One system we all live in assumes that women can be treated as a bloc. It understands women as creatures who share a common, female essence that gives each woman her female traits. These are things like frailty, irresponsibility, vanity, and above all, the need for a type of security—emotional and material—that men are uniquely equipped to provide. The system says: ‘Act as though these presumptions were true, and I will reward all of you with an immensely stable set of relationships between men and women.’
Now, if you find these assumptions about women to be totally false and patronizing, the obvious question is: well, how do you change things? I can think of a couple of ways that people try to do this. However, most of the time they’re just engaging the system they despise on terms it can easily repel. Most of the time they’re just changing themselves and leaving the system untouched…
Instead, you should do something with a lever:
Gandhi has something interesting to say about struggles. Very early on (1909) he pointed out that a struggle against injustice invariably wins the sort of outcome it deserves. So, the victory won by the violence of the French Revolution was The Terror. And the victory delivered by Napoleon as he conquered most of Europe—in the name of the Revolution’s ideals of liberty and democracy—was (surprise!) an Empire. Gandhi put it like this:
If I want to deprive you of your watch, I shall certainly have to fight for it; if I want to buy your watch, I shall have to pay for it; and if I want it as a gift, I shall have to plead for it; and, according to the means I employ, the watch is either stolen property, my own property, or a donation.
So, the way you fight determines the world you make for yourself after you’ve won. (Obv. Gandhi wasn’t the first to realize this, cf. ‘Live by the sword, die by the sword,’ etc.)
A trivial way of interpreting this would be to say: “If you want to change the system by policing the opinions that support it, you’re going to create a society where people have to watch what they say.” This might be true, but who cares: we’ve had political correctness for decades now and it doesn’t work. A deeper way of looking at it would be to say that it reveals a lever by which a small number of people can enormously magnify their own power. This is what Gandhi saw, and it’s what led to non-violent resistance.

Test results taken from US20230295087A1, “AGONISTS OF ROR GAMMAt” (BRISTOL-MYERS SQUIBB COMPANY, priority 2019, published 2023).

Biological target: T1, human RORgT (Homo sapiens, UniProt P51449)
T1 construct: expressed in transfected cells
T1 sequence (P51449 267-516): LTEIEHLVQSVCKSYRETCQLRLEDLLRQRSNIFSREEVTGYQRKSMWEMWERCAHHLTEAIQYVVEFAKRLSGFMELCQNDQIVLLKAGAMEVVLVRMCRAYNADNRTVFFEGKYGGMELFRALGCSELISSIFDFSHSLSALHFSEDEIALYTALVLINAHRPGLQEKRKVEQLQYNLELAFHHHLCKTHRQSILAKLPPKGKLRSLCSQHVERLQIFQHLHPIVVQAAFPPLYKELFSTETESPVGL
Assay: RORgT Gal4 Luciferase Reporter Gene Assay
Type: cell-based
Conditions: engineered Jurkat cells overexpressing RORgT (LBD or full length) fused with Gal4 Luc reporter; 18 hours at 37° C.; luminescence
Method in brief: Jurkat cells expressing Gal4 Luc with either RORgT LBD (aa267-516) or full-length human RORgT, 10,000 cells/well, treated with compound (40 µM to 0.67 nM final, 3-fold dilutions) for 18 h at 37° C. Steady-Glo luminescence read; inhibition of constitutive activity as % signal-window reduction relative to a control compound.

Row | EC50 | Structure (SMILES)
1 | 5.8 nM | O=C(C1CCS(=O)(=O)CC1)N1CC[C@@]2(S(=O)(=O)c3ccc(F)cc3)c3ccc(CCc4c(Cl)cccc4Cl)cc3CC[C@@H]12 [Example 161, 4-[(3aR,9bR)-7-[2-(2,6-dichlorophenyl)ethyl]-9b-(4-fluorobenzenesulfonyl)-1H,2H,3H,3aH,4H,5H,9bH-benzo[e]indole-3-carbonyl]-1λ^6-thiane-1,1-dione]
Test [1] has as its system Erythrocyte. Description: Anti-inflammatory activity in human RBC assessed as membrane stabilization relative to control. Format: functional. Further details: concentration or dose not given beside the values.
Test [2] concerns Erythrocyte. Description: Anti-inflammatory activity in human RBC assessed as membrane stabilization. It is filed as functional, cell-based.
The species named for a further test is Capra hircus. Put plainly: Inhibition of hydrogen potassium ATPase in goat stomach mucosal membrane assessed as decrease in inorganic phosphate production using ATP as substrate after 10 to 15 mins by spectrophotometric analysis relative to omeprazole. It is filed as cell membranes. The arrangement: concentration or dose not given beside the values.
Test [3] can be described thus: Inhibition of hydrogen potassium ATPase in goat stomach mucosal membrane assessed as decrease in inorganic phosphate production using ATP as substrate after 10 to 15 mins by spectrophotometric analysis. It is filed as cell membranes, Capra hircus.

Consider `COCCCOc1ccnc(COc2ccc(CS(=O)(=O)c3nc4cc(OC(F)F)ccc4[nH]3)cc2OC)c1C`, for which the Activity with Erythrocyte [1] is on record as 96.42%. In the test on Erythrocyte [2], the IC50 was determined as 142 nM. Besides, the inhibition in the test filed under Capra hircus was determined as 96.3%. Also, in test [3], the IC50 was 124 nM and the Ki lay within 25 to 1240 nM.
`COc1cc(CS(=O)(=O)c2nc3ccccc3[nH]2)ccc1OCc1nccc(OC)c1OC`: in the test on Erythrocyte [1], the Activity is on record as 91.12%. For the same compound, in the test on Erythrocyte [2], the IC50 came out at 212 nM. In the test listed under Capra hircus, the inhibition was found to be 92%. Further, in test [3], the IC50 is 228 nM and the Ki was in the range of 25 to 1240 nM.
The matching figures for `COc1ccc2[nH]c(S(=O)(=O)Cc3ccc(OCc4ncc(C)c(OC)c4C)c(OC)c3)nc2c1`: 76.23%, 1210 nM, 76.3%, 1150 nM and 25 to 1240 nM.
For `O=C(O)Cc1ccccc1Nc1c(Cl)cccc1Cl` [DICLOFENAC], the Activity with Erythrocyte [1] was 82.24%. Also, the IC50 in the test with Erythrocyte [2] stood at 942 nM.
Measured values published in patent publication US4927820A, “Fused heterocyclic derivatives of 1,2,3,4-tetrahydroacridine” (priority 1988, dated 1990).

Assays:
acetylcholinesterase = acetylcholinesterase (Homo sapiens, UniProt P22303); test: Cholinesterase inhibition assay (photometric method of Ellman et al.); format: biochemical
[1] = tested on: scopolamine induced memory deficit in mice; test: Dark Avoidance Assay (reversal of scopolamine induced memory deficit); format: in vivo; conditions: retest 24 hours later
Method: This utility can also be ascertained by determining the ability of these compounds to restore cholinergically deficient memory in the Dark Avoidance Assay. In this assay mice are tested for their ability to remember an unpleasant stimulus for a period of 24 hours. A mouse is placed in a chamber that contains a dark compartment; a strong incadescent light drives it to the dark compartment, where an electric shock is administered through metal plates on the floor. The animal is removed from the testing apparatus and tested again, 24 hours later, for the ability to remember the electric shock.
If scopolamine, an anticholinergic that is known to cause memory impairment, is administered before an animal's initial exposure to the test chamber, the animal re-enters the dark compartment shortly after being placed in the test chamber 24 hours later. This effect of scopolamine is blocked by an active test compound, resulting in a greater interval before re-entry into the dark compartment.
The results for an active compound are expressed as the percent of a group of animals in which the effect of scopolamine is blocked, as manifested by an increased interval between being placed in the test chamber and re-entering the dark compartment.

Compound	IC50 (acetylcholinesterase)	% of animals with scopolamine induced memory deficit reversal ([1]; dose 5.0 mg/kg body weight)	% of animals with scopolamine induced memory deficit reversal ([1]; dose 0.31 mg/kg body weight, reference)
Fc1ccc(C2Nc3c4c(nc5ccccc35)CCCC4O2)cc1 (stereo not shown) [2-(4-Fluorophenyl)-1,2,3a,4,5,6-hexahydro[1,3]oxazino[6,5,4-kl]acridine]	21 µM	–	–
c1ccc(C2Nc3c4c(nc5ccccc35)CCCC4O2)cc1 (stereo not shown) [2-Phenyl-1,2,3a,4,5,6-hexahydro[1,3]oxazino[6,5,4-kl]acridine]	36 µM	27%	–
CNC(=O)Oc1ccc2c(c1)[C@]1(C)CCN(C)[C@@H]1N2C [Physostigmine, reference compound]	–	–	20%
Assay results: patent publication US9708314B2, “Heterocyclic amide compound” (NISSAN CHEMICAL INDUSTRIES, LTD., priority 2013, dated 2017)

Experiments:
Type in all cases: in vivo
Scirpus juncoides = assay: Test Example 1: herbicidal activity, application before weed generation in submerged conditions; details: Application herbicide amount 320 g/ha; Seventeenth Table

In effect, Gandhi’s line about means works in reverse: What he pointed out is true not only for those who struggle against injustice but also for the system that perpetrates it. So, if there is a lie at the heart of any system of inequality, then it is the job of people who want to destroy that system not to expose the lie, but to reveal how that lie poisons every benefit made possible by it. Now, if the lie is that South Africans or Indians are inferior to the British who rule them, then Gandhi’s job is to show how any act of force undertaken against him by the British is cruel and blatantly illegitimate. This he accomplished by offering no provocation to violence and simply allowing calm and unarmed crowds to be beaten by policemen who were expecting savages. By doing this, as is well known, Gandhi flipped the British imperial system on its back and forced everyone to confront its repellant underside. And to flip something big when you are small, you need a lever.
The challenge that faces you if you’re disgusted by the system we live in is not how to explain or justify your disgust, but instead how to force that system to reveal itself as rotten. A system of inequality has infected our society and made women less valuable than men. And I think that anyone who wants to kill this system ought to be racking their brains to find the levers that its destruction will require.